Prominent Hong Kong democracy activist Nathan Law has left the city for an undisclosed location after testifying in a U.S. congressional hearing about a tough new security law imposed by mainland China on the semi-autonomous territory.
Law, who declined to disclose his whereabouts for safety, said in an interview with The Associated Press on Friday that he left because Hong Kong needs an advocate for democracy who can work internationally.
Under the new security law, activists and politicians in Hong Kong who speak to foreign media or testify in foreign hearings can be arrested for secessionism or colluding with foreign forces, Law said.
"For me leaving the place that I love, that I grew up in, that I spent most of my life in, it's definitely a really difficult decision, but this is more than a personal choice," he said. "I miss everything from it."
The security law, which took effect Tuesday night, targets secessionist, subversive or terrorist acts, as well as collusion with foreign forces intervening in the city's affairs.
Under Beijing's direction, local authorities have moved swiftly to implement the law's sweeping conditions, with police arresting about 370 people Wednesday, including 10 on suspicion of directly violating the law, as thousands took to the streets in protest.
In some cases, suspects were carrying items advocating Hong Kong's independence, police said.
China's Cabinet on Friday appointed a veteran Communist Party cadre who rose to prominence during a crackdown on villagers seeking land rights in 2011 as head of a new central government national security office in Hong Kong. Zheng Yanxiong and his department will report directly to Beijing without oversight from Hong Kong's courts or any requirement that they answer to local authorities.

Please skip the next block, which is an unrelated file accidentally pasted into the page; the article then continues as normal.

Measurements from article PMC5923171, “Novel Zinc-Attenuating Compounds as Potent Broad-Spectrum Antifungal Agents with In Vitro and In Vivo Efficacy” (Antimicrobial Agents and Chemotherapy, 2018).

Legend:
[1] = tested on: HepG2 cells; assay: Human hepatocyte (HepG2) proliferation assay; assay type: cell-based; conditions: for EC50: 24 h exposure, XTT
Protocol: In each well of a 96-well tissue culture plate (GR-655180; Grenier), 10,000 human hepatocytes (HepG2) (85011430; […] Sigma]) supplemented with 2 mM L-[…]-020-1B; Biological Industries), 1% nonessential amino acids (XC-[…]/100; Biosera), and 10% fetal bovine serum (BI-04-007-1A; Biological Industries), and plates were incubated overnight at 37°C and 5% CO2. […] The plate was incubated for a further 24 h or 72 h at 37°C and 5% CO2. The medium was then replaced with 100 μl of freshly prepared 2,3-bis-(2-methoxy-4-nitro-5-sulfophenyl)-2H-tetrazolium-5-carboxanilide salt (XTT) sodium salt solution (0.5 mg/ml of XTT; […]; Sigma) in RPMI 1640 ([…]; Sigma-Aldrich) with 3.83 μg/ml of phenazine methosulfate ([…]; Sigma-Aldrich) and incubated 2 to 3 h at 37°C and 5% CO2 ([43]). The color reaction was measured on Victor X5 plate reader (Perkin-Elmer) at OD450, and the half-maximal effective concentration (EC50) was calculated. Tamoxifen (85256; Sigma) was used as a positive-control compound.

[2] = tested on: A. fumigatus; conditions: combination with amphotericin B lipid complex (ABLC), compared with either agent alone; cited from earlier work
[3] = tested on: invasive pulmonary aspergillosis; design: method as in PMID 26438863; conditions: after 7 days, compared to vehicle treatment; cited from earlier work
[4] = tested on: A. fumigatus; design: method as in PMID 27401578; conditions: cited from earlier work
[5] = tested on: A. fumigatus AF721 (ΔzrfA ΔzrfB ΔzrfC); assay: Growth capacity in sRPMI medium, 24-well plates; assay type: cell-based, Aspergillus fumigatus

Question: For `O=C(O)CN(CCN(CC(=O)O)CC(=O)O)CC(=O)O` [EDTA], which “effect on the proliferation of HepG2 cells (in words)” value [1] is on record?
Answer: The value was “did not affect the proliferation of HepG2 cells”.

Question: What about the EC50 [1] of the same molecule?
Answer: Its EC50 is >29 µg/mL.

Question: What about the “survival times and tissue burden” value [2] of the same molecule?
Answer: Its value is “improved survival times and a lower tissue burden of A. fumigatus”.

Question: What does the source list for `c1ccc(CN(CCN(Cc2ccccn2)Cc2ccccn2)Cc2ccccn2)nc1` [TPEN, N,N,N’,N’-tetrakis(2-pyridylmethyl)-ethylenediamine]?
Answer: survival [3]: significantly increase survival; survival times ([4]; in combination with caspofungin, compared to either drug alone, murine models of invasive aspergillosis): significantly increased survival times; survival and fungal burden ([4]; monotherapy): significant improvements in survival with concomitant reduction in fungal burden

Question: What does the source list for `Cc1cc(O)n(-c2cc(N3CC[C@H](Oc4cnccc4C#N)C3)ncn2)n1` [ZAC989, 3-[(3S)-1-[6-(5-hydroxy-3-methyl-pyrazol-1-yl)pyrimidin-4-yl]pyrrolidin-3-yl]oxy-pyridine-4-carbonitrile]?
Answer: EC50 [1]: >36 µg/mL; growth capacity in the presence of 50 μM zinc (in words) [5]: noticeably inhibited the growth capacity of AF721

Law, 26, rose to prominence in Hong Kong as one of the student leaders of the pro-democracy Umbrella Revolution in 2014. In 2016, he became the youngest lawmaker elected to the city's legislature but was later disqualified after he raised his tone while swearing allegiance to China during the oath, making it sound like a question.
He was a leader of pro-democracy group Demosisto with fellow activists Joshua Wong and Agnes Chow. All three resigned Tuesday ahead of the security law coming into effect. With the loss of its top members, Demosisto dissolved.
The Hong Kong government announced Thursday night that the popular protest slogan "Liberate Hong Kong, Revolution of Our Time" connotes a call for Hong Kong's independence or its separation from China, and those using it or displaying it on flags or signs could be in violation of the new law.
Critics including Law say the legislation effectively ends the "one country, two systems" framework under which the city was promised a high degree of autonomy when it reverted from British to Chinese rule in 1997.
"That is blatantly eradicating 'one country, two systems,' it's blatantly putting the last nail in the coffin," Law said.
He urged the international community to prioritize human rights over trade interests, and to present a united front to "combat or contain the authoritarian expansion of China."
Under the security legislation, the maximum punishment for serious offenses is life imprisonment, and suspects in certain cases may be sent to the mainland for trial if Beijing deems it has jurisdiction.
A 24-year-old man who was arrested for allegedly stabbing a police officer during the protests on Wednesday has been charged with wounding with intent, police said Friday. He was arrested on board a plane to London, apparently trying to flee the territory. Police wouldn't say if the man would face additional charges under the security law.
Separately, police charged a 23-year-old man with incitement to secession and terrorist activities on Friday, making him the first person to be prosecuted under the new law. Tong Ying-kit is accused of crashing a motorcycle into a group of police during Wednesday's protests while possessing a flag with the newly banned slogan.